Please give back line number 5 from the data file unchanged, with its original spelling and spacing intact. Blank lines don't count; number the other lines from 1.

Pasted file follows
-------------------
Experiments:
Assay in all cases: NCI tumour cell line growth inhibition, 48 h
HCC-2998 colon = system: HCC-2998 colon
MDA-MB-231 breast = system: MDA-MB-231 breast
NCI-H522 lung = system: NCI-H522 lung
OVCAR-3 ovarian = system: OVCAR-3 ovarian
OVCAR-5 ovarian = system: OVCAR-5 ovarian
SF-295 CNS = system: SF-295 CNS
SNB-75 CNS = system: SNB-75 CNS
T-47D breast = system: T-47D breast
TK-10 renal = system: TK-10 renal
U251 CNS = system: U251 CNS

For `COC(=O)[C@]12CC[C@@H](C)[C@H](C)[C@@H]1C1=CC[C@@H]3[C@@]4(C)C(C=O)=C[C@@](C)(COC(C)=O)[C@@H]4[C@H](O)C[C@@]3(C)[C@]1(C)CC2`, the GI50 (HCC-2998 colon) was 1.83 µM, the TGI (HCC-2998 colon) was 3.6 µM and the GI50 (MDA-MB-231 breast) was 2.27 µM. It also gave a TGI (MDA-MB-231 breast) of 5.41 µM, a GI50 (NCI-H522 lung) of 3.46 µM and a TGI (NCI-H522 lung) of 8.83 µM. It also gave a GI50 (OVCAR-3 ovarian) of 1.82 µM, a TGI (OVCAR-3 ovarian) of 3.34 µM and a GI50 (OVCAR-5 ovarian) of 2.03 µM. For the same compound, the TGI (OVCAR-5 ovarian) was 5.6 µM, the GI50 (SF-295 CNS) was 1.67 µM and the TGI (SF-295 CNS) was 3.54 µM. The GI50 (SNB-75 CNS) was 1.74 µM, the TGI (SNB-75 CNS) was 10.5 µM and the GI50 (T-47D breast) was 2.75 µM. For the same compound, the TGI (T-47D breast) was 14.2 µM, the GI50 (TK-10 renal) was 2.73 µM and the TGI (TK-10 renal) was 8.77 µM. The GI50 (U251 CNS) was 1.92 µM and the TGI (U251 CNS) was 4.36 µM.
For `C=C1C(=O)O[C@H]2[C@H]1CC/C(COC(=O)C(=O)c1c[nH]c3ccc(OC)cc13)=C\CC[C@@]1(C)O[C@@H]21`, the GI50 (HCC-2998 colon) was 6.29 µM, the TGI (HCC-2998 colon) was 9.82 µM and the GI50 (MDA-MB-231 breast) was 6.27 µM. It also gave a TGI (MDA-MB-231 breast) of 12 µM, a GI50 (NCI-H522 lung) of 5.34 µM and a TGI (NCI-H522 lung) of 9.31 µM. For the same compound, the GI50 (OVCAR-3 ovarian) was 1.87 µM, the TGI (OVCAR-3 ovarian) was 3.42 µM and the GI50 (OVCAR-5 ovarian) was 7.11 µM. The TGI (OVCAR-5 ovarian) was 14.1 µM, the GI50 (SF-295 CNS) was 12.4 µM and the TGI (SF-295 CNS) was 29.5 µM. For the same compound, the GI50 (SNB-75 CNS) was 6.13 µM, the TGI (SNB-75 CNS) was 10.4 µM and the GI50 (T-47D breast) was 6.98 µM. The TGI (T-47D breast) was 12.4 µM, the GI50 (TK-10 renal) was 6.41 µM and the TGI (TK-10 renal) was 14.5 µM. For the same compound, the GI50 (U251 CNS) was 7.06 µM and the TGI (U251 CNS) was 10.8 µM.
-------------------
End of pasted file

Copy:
NCI-H522 lung = system: NCI-H522 lung